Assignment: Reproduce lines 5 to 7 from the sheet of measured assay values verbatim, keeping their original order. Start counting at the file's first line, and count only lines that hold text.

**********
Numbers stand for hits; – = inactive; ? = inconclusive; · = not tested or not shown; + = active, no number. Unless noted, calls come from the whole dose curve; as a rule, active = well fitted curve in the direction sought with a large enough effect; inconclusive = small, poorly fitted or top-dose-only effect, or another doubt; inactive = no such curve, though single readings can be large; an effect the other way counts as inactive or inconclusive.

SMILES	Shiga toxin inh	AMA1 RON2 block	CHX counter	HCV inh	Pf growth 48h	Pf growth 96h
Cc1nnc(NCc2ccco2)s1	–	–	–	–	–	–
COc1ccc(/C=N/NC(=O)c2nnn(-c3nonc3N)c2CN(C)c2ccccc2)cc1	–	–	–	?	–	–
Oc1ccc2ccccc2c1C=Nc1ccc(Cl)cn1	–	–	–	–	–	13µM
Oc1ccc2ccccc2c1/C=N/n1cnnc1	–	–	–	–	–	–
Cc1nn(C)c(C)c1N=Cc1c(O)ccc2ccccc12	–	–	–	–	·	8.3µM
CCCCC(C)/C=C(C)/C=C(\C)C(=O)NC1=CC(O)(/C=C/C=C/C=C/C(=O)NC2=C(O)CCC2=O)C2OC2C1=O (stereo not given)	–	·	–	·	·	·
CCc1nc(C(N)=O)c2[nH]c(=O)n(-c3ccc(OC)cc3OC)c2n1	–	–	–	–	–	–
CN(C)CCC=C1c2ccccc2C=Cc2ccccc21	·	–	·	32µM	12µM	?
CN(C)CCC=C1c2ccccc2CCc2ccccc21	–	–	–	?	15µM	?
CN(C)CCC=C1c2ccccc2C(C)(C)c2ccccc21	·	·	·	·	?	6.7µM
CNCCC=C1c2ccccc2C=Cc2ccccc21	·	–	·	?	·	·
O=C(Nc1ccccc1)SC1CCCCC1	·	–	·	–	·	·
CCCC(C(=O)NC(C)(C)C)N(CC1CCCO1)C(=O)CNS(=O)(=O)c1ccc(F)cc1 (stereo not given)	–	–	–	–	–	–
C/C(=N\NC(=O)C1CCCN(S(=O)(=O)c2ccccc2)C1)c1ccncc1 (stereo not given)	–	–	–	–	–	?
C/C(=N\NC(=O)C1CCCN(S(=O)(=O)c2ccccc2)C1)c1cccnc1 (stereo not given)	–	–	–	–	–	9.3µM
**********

Oc1ccc2ccccc2c1C=Nc1ccc(Cl)cn1	–	–	–	–	–	13µM
Oc1ccc2ccccc2c1/C=N/n1cnnc1	–	–	–	–	–	–
Cc1nn(C)c(C)c1N=Cc1c(O)ccc2ccccc12	–	–	–	–	·	8.3µM